Questions and Answers, with something about why I chose each sequence:
This week we're going to do 8 rows of 3!
1. Three animals
Cat, Rat, Bat; because they rhyme
2. Three magazines
Beano, Country Life, Punch; I remember them all from my childhood
3. Three holiday destinations
Harz Mountains, Dartmouth, Buttermere; I've been to all three and would like to go there again
4. Three drinks
Adnams beer, Beaujolais Nouveau, Tea; three of my favourites
5, Three novels
Lord of the Rings (JRR Tolkein), Satanic Verses (Salman Rushdie), Decline and Fall (Evelyn Waugh); three of many that I can't read
6. Three countries
Norway, Iceland, Japan; I'd love to visit them all but I won't because I object to their stance on whaling
7. Three numbers
69, 49, 76; number of houses I've lived in
8. Three names
John, James, Jabez; three of my great-grandfathers
[Later] Actually four of my great-grandfathers; two were called James!
Created with fd's Flickr Toys.
09 November 2008
In the process of trying to slough off this torment over the last couple of days I was set to wonder about the modern common cold.
Are colds really so much more virulent now? I have no memory of feeling so flu-y, so depressed, so totally incapable and so absolutely wiped out with colds when I was younger. One seems much less able to work through colds these days. Are we becoming less resistant to these viruses? Or are the viruses themselves becoming more virulent? Is it a delusion; a trick of memory? Or is this some effect of ageing; we are affected more as we get older, despite (one would have thought) having built up better resistance? I don't know, but I certainly seem to feel worse with colds now than I did in days of yore.
I was also pondering the art of nose-blowing, as one does! I've always been a sniffer rather than a blower. Nasty habit I know, but more effective for me unless my nose is really full. I remember as a kid always being told "Blow, don't sniff". But blowing my nose was a total waste of time; hard as I tried it did no good and produced little result. By comparison sniffing cleared my nose. Now I'm prepared to believe this may be partly in the technique, and that I never succumbed to best practice in nose-blowing technique; but maybe that's because I'm a sniffer? Is this a slightly circular argument? Could it be that my nose is constructed (I typed "constricted", maybe that's better?) such that sniffing works for me and blowing won't? Something to do with the fine structure of the anatomy? And maybe it all relates to my long-standing history of sinus problems? Which is chicken and which is egg? Do I have sinus problems because I sniff, or vice versa.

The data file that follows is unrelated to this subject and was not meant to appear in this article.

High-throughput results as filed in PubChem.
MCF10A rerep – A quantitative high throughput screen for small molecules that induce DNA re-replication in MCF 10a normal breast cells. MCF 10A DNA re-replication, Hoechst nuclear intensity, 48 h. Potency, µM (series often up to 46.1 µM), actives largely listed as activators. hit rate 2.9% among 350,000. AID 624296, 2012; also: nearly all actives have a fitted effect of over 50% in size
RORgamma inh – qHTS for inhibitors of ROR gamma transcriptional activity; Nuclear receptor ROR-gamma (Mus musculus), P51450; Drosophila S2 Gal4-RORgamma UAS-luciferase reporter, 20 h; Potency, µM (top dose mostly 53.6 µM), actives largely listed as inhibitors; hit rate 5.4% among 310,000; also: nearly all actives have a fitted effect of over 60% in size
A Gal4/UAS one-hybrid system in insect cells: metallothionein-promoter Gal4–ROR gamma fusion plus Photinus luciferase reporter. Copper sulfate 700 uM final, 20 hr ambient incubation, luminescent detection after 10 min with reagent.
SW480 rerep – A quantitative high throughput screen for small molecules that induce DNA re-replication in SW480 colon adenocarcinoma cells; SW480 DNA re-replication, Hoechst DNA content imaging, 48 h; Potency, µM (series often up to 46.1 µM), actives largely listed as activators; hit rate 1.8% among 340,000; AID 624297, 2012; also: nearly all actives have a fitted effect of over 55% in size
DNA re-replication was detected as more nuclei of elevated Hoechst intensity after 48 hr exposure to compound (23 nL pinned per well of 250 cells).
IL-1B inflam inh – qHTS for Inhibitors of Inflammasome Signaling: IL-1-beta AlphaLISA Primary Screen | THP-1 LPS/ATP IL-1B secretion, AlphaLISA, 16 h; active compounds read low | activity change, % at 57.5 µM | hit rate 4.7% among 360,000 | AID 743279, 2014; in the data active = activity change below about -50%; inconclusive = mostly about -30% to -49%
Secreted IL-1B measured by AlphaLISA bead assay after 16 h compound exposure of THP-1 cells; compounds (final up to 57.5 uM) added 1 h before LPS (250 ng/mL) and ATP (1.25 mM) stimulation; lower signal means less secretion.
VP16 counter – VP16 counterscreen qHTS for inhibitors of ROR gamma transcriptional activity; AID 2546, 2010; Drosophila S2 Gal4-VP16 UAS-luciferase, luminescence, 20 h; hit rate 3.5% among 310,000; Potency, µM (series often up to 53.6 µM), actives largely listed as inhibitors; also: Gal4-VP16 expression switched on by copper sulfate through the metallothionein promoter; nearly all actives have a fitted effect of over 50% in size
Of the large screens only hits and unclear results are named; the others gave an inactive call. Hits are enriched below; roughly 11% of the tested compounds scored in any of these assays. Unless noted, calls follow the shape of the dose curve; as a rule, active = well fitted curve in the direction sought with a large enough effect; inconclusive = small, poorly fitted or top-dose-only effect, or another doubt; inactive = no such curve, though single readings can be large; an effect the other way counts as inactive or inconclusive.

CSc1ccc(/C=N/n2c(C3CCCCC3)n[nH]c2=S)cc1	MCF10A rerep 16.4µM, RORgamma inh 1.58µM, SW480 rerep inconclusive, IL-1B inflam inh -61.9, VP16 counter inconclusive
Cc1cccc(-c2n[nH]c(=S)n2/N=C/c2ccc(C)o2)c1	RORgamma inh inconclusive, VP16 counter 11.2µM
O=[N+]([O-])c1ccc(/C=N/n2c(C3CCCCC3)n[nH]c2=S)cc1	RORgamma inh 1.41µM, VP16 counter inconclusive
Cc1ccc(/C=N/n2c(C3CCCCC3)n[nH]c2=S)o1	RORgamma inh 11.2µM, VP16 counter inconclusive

Given the amount of time lost because of such stupid little viruses, we demand answers to these fundamental questions of the universe.
Off for another hot toddy or three. Chin-chin!
07 November 2008
Women's hands boast more bugs
Ladies, your hands are a zoo. Sampling the DNA on human skin has revealed that while women's hands get washed more often than men's, they teem with a more diverse selection of bacteria.
Noah Fierer and colleagues at the University of Colorado at Boulder swabbed the palms of 51 students leaving an exam. When they amplified and sequenced the DNA, they found 4742 species of bacteria in total - nearly 100 times as many as previously seen. On average, each student carried 150 distinct species and 3200 different strains. Women had different bacteria and a greater number of species than men (Proceedings of the National Academy of Sciences, DOI: 10.1073/pnas.0807920105).
When the team tracked the bacterial composition of eight people's hands after they had been washed, they found that some bacteria preferred clean hands, while others appeared later. Men always had fewer species, though. The researchers suspect this is because men's skin is more acidic, as in nature acidic environments have less microbial diversity.
Surprisingly, every hand was very different. Only five species were found on all hands, while any two hands - even from the same person - shared just 13 per cent of species. Fierer says it may be possible to tell from the bacteria on an object which individuals have touched it.
Apart from the observation that men's skin is more acidic that women's (I can't even see why this is; must be something to do with hormones, I guess) it is hard to see what might cause this. Basic hygiene is clearly not the answer. Go figure!
05 November 2008
Welcome to the age of the21 st century rubbish bin!
Rubbish bins could make a limited comeback on London Underground stations and city streets, due to a new type that have been built to withstand the blast of a terrorist's bomb.